There was chatter in the blogosphere on Friday that Jann Wenner was looking to sell Rolling Stone to Conde Nast, but it was all but squashed by the perplexed look Vanity Fair editor Graydon Carter gave Charlie Rose when Rose asked him about it earlier in the week. This weekend, though, the New York Post reported that Wenner is considering selling one of his titles to Conde Nast, but it’s US Weekly, not Rolling Stone.
NYP: Jann Wenner is said to be quietly exploring a sale of celebrity magazine Us Weekly to Condé Nast and the price tag could hit $750 million…
A Wenner Media spokesman dismissed the talk: “There are no talks. Wenner Media and its properties are not for sale.”
We hope this denial is partially true. US Weekly would be an odd addition to the Conde Nast empire. The company already has several magazines that cater to US Weekly’s young, female audience: Vogue, Glamour, Allure, Self, Lucky, so they don’t need another one. And promoting US Weekly would take attention away from Conde’s other female titles, which could lead to one or more of them folding (look what happened to Cargo after it was flooded out by Details, GQ and Men’s Vogue).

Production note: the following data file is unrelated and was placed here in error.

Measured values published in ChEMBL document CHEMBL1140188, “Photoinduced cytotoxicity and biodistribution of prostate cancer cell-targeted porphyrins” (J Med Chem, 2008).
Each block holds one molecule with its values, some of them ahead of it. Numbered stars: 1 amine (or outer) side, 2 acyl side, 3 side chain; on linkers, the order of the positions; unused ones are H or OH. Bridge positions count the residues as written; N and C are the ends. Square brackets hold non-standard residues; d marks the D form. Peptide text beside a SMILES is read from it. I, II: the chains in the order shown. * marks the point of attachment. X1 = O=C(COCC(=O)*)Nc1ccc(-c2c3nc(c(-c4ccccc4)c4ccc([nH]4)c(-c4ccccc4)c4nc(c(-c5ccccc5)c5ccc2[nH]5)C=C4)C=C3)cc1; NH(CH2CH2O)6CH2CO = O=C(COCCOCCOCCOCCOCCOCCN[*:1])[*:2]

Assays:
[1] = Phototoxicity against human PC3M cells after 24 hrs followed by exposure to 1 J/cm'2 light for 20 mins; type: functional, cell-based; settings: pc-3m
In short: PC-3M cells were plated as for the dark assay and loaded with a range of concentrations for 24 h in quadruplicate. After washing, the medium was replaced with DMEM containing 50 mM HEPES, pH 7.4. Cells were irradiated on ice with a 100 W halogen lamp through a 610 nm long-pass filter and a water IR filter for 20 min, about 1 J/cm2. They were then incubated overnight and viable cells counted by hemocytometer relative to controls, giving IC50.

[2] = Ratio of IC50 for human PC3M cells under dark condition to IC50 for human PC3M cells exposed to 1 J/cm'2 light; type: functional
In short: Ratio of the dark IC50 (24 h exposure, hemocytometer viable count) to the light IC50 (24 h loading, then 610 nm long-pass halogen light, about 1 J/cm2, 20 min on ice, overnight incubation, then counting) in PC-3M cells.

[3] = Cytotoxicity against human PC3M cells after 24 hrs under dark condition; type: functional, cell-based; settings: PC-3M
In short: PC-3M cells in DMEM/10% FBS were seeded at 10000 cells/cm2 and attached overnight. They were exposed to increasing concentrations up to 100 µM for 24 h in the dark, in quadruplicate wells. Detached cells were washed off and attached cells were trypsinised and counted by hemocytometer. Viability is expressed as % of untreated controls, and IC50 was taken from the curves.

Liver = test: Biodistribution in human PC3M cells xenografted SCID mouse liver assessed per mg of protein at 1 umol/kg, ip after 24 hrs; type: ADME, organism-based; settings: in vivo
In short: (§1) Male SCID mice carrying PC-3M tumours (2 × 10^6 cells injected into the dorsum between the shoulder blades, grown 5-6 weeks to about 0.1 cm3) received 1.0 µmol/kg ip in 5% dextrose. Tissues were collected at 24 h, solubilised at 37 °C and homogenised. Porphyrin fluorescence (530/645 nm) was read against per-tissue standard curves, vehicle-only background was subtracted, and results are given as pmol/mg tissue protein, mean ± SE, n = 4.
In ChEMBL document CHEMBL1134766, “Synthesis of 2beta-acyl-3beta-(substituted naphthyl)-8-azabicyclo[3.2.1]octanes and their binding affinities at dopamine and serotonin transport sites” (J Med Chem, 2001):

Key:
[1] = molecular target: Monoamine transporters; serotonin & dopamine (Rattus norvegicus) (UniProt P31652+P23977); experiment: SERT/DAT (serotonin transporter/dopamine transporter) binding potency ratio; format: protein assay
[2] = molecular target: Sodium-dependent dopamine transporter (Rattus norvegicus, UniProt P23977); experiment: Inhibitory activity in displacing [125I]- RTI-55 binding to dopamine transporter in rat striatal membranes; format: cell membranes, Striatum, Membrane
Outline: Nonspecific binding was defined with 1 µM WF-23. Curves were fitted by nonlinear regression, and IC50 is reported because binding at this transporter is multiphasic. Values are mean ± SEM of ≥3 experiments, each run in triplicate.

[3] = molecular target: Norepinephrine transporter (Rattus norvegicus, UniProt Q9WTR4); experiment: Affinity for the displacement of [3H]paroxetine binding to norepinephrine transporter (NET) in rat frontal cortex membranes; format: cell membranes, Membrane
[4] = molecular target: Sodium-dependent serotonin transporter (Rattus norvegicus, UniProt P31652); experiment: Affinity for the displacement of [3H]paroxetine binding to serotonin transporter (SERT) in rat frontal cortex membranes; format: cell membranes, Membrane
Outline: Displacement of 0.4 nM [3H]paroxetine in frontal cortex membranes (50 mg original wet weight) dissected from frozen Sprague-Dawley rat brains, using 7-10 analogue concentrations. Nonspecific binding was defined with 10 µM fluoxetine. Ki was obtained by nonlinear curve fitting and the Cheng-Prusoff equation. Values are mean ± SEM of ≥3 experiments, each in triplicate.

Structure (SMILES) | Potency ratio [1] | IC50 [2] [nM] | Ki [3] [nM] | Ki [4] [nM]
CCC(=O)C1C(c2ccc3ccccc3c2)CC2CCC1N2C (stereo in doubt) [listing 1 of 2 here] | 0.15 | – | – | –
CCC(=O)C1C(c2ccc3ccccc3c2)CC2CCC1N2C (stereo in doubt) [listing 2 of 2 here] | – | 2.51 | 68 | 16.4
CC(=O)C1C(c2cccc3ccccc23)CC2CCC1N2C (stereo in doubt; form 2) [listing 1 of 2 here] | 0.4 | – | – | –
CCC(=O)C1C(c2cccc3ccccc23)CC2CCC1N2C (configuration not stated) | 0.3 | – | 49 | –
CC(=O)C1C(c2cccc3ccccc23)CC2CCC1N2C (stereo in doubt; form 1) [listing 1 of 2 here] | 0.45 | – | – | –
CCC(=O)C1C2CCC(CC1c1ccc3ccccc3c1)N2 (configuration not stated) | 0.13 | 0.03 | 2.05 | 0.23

US would be Conde’s first foray into a weekly, and its focus on salacious gossip (recent headlines: “Heidi [Montag] Asks for a Ring: I’m Ready to Say ‘I Do'” and “Kate [Hudson]’s Revenge Rebound: Hot With Lance”) doesn’t fit with Conde’s upscale lifestyle focus.
Rolling Stone on the other hand, actually seems like it would be a good acquisition for Conde. It would provide a music/entertainment title, which is the one genre Conde doesn’t have a presence in. The company could easily scale back Rolling Stone’s bi-weekly frequency into a monthly. And Rolling Stone is not only iconic, it’s also probably the best-performing music magazine.
While Jeff Bercovici noted that RS’s ad pages have dropped 25 per cent so far this year. They’ve only dropped 19 per cent year-to-year, and both declines are far smaller than Blender’s 37 per cent year-to-year drop and 28 per cent year-to-date drop, according to Mediaweek. Spin’s ad pages, on the other hand, are surprisingly up both year-to-year and year-to-date, but one could say they had nowhere to go but up, and Spin still has far fewer ad pages this year than Rolling Stone.
What Wenner should really do is sell US Weekly and Men’s Journal to a struggling, smaller magazine publisher, like Alpha Media Group, run by Wenner’s former right-hand man Kent Brownridge, take the money from that sale and Rolling Stone, and go work for Conde Nast. There, Wenner could keep running Rolling Stone, his pet project, and he’d fit in nicely with Conde’s media celebs like Graydon Carter and Anna Wintour.
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